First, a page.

So you did it! You took action over your life and made the decision to get sober. You feel healthier, clear-headed, all around just plain better. Not only does it feel good to be sober, but you feel better about yourself for staying sober. Then, all of a sudden you have one of those days where you don’t feel this way – in fact, you feel the opposite.
Even in recovery, we can still have these dark and moody moments. Having bad days is a part of life and being human. Years of habitual physical and mental abuse do not go away just because we are sober – no, it takes years to overcome these feelings, but it is possible. Since we are in recovery, we can’t turn to the crutch we were used to: drugs or alcohol. So what can we do to get out of these blues? Rest assured there are plenty of actions you can take to make yourself feel better and keep yourself from feeling down.
This one is number one for a reason: it works every time. The only catch is getting there. Chances are if you are feeling down the last thing you want to do is run on the treadmill for an hour or lift some weights, but if you can muster that self-motivation, believe me, you will be glad you did. A full and intense workout isn’t entirely necessary though; sometimes all you need is to get the ball rolling. Walk your dog, play with your kids, pace around the room for a bit, anything to get moving and get that blood pumping through the body – most importantly the brain. I promise you will feel better. The harder you push yourself the better you’ll feel. Studies show that the more you exercise, the better you will feel in the long run (: meaning you won’t feel those Monday blues anymore. Ok, maybe the Monday blues are inevitable but not the Friday blues.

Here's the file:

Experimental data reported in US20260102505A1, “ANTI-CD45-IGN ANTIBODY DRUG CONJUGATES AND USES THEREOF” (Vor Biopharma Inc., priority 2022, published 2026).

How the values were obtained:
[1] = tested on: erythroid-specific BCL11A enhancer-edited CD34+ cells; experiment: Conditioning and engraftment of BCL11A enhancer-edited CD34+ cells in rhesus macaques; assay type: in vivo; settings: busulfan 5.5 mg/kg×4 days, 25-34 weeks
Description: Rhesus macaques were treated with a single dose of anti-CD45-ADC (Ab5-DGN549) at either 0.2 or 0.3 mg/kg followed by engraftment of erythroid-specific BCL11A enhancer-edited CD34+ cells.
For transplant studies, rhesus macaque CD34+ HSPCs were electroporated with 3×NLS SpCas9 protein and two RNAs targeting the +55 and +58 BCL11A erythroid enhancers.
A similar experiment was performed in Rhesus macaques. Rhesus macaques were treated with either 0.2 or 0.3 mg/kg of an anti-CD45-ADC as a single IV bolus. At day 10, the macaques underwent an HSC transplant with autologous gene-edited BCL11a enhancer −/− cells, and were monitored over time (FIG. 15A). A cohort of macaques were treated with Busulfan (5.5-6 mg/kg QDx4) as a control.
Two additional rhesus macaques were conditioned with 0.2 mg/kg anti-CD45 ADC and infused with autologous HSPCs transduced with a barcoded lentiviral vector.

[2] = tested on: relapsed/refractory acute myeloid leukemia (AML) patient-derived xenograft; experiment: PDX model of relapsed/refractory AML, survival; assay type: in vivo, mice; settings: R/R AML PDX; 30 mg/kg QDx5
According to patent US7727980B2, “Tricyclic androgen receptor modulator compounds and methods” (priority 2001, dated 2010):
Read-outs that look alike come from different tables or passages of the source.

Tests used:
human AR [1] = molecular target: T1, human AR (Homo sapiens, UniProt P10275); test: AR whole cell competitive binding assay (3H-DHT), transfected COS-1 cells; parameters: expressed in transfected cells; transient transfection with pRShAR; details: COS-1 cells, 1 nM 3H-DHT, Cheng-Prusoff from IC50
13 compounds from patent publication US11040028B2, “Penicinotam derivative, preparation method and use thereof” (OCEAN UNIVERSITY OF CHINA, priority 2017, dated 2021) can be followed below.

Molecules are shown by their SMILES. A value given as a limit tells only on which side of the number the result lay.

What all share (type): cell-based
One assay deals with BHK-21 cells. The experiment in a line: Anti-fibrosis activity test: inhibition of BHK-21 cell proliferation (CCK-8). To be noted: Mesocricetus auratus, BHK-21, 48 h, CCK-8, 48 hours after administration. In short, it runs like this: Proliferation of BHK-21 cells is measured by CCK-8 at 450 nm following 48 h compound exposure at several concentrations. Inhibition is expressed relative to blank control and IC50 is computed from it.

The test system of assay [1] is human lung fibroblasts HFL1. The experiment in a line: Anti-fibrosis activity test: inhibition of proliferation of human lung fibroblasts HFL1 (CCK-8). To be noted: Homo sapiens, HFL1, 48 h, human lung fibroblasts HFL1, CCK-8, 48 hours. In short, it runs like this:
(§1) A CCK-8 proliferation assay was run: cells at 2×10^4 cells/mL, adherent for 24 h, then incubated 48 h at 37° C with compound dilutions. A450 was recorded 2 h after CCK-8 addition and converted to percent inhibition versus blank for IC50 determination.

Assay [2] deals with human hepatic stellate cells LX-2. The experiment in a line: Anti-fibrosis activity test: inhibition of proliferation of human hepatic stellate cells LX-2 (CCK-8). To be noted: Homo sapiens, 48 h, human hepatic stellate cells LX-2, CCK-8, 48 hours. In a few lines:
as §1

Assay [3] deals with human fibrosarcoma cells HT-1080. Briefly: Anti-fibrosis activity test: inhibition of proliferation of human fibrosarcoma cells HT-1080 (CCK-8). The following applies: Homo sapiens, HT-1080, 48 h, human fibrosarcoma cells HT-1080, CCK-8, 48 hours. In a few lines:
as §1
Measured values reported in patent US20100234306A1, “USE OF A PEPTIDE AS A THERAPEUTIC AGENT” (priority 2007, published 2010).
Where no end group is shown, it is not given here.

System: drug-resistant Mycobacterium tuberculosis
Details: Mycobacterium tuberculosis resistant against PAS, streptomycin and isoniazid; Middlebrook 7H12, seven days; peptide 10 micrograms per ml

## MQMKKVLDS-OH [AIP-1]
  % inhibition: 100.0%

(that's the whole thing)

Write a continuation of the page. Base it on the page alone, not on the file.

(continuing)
Ok. Ok. We’ve been told since we were kids to eat our daily vegetables, but this doesn’t always happen. When we are feeling down we especially want that delicious comfort food which ends up making matters worse; we just added physical distress on top of our mental. My advice would be to reach for that bar of chocolate first. I know this goes against everything I just said, but chocolate raises serotonin levels to help you temporarily feel better. Hopefully, this can be enough to break your funk and you’ll be able to focus on healthier eating. If you have the blues it is important to never skip meals as that is worse than eating McDonald’s. Fluctuations in blood sugar can mean fluctuations in mood. Also, try to avoid certain things like sugar, processed food, fried food, salty food and caffeine. All of these foods play havoc with insulin levels and neurological systems.
Get Enough Sleep
“You need a nap!” Yeah, we get cranky when we are tired; and we’re usually this way because our moods are out of whack. The best way to get enough sleep is to set a schedule. If you have trouble falling asleep try staying away from your television and phone as hard as that might sound. The blue light tricks our brains into thinking its still daytime, therefore melatonin never kicks in making us tired. If you try reading a book I can guarantee you’ll want to crash before the chapter is over.
Sleeping too long can be just as bad and equally doable. When we’re not feeling great, we don’t have the energy and motivation to start the day. Like junk food, what we want at the time actually ends up hurting us further. If you feel like staying under the cover, just try to sit up and take in a big stretch. Then once you land those feet on the ground it’s easy street from there.
Grab Some Rays
Pulling the drapes closed sounds appealing when we are in a bad mood, but once again, what we feel like doing will only add to the problem. Light (especially natural light) is so important that people who live in places where there is little sunlight (like Alaska) are prone to develop seasonal depression. Light of any kind will elevate our mood but natural light works the best! Light triggers part of the retina that releases serotonin which helps regulate our good mood. Also, people who are vitamin D deficient are more likely to be depressed and have unregulated mood: and our primary source of this vitamin comes from the sun. So get out there, put on some Raybans, catch some Tampa Bay Rays action, and soak in the…well…you know.